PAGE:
When my wife asked what I would like for my upcoming birthday, I had my unconventional answer ready: “Could you give me a lift to Avebury one morning?” Pause. “Quite early. And then pick me up from Tring in the evening?”
Five of us who regularly ride off-road with CTC Wantage had our sites on our longest ever one-day ride. The Ridgeway in a day. 88 miles and 2000 metres of climb, most of it cycleable off-road, albeit with a few diversions for Footpath-only sections. Transport for the start and finish were the final piece of the planning jigsaw, and when my wife said “Yes I can” it slotted neatly in to place.
So 7am on the 22nd August found two Davids, two Richards and one Robin in the small car park at The Sanctuary just south of Avebury – the official start of Britain’s oldest road. “Quite early” had turned out to mean leaving home at 5:40am and I’d driven down, picking up three on the way. Richard P had made his own way. My wife took some pictures, waved us off into the cool morning mist, and headed for home.
The first stretch climbed the downs above Avebury. Mist hung in the wide valley. The trail was rutted and still wet after rain the day before, so required full attention when moving. But when we paused, we could just make out some of the stones in the ancient circle. So it was mystical as well as misty!
Eight miles later, climbing the stiff grassy slope to Barbury Castle I noticed a lack of traction, followed by noticing a lack of air in my back tyre. Shouting to the others and stopping, I noticed a hissing noise from the front too. I swapped the tubes and realised that bringing my smaller mini pump in a weight saving effort had been a mistake. Then one of my much-repaired tubes failed to inflate, so I had to borrow from Richard A – usually the least prepared of the group, but in this case very well supplied with inner tubes.
Three miles later following Richard A down a rocky slope I noticed a lack of anyone behind. Retracing my steps I found David Y’s bike upside down and him shoving in a rubber ‘worm’ to plug the hole in his tubeless tyres. Four punctures in eleven miles, and most of an hour behind our rough schedule – not a great way to start!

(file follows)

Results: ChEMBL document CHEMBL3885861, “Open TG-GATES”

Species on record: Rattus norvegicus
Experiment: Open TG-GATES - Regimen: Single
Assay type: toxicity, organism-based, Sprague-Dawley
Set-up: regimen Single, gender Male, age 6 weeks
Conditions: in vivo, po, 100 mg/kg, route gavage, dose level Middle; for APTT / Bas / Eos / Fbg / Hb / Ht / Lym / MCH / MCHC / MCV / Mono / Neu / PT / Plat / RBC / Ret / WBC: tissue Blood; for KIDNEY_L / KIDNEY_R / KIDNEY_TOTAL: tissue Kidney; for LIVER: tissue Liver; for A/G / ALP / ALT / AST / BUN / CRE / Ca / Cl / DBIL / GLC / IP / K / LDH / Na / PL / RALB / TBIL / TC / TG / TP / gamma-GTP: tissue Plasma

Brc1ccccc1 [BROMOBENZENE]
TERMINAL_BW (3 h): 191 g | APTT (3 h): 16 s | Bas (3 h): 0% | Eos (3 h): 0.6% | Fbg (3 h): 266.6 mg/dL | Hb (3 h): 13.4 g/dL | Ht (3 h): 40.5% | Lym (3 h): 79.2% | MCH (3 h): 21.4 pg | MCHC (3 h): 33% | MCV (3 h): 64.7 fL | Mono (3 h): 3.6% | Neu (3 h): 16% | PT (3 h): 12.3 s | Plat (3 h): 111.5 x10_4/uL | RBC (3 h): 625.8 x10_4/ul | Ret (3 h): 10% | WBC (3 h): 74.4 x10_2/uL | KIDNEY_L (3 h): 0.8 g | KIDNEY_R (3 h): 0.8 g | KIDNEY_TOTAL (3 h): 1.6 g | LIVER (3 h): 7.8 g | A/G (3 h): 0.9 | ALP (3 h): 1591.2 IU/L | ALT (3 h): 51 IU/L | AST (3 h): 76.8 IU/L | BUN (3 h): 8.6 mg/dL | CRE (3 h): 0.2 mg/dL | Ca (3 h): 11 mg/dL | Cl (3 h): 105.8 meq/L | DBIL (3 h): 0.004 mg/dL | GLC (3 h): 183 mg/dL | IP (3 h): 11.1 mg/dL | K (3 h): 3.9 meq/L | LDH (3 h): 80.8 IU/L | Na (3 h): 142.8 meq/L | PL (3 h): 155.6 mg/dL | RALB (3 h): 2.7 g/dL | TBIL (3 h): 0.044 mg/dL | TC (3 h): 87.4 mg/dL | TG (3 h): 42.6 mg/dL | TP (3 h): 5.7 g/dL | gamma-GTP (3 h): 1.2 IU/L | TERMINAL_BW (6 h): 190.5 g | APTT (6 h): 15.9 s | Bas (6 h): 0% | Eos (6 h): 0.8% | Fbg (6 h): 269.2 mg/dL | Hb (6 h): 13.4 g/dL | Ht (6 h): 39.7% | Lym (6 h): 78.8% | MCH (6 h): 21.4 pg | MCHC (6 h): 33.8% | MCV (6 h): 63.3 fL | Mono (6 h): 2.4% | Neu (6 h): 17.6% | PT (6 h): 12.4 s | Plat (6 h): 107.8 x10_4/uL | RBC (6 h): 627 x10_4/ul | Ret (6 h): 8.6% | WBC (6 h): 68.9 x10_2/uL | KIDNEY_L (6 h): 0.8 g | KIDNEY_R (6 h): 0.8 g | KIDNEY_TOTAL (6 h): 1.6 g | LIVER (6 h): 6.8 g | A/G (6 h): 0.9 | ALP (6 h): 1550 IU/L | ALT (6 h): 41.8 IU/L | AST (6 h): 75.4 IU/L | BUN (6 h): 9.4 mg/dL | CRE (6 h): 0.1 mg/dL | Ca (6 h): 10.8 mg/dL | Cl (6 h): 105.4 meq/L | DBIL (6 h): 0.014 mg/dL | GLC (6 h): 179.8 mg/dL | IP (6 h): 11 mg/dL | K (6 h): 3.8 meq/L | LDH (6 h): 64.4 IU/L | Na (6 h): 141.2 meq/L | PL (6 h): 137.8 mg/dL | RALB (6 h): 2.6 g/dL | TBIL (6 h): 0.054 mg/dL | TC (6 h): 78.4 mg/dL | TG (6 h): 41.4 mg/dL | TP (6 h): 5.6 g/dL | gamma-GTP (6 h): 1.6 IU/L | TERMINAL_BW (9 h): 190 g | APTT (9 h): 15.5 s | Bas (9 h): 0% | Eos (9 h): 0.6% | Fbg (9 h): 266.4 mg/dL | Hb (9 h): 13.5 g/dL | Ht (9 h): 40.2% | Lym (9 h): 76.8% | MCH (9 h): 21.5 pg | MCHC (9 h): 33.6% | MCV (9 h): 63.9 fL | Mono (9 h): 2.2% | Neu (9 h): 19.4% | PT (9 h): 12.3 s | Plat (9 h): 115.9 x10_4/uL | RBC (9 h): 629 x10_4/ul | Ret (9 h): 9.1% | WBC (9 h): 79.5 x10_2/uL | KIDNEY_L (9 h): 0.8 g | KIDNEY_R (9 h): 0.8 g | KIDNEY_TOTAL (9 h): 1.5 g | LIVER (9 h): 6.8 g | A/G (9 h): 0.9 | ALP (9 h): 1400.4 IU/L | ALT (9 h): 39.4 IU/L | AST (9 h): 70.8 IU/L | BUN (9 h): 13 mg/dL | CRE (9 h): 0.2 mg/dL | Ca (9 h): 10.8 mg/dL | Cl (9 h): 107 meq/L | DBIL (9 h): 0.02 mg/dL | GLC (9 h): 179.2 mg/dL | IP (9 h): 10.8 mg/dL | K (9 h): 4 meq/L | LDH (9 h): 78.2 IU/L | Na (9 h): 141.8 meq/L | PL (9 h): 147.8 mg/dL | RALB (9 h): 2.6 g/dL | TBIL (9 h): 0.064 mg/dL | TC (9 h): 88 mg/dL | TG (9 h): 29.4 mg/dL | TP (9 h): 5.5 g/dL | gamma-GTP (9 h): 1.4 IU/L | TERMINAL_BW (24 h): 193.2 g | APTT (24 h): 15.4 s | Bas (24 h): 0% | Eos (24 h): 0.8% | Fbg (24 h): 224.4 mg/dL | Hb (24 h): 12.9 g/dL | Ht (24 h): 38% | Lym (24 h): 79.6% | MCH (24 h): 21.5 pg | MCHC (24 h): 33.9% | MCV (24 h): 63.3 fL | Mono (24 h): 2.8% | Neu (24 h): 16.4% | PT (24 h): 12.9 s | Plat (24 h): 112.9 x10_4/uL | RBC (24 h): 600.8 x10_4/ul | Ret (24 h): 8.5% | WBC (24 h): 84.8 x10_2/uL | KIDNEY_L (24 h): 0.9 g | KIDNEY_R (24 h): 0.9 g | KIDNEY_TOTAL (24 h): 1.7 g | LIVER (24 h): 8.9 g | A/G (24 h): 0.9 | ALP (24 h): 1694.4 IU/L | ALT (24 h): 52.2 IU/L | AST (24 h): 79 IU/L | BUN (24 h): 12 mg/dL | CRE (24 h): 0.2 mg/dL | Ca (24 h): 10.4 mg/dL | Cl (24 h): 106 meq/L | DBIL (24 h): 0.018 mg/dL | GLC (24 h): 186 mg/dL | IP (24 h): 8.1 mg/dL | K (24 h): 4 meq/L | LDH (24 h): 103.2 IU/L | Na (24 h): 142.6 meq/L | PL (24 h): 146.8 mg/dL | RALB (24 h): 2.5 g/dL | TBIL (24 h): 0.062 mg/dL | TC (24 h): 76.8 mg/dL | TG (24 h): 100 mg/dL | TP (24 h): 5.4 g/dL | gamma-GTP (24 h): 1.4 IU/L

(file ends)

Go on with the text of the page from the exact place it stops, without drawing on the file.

The next ten miles were thankfully eventless, though Richard A started lagging behind our preferred pace. He had already warned us about his ‘extreme tapering’ strategy, which meant that he hadn’t ridden a bike for any real distance since Mountain Mayhem, three months previously. It was clear that this slight lag was only going to get worse. Just before the climb up to Uffington Castle he told us to go ahead and he’d catch us up at lunch.
We continued, now on a roller-coaster section of big climbs and big descents, all on slightly damp chalk to give a bit of an edge to them. It became clear that our planned midway brunch was going to be lunch and I phoned ahead to warn the venue. Knowing that by mid-way we’d want a change from energy bars we’d decided to have a bit of a treat and go to Pierreponts Café in Goring. It’s a lovely place, having been set up by top class chefs trading down from the stressful life of the London restaurant scene, and at 42 miles in, it was almost exactly half way.
We arrived there about 1215 – an hour later than planned. After ordering (Smoked salmon, avocado and poached egg on wholemeal toast – perfect!) I checked my phone. There was a message from Richard A: soon after parting ways he’d got a puncture and while well supplied with inner tubes he didn’t have the right adaptor for his pump. At this point, he was near Wantage and quite close to home so he’d decided to call it a day.
I made one small mistake at this point: I got tempted by the pecan tart. Very nice it was, but it was very filling and sat in my tum for the next few hours meaning that I really wasn’t interested in energy bars and had to take on all calories in the form of sports drink. The temperature was in the mid 20s by now, so drinking wasn’t a chore!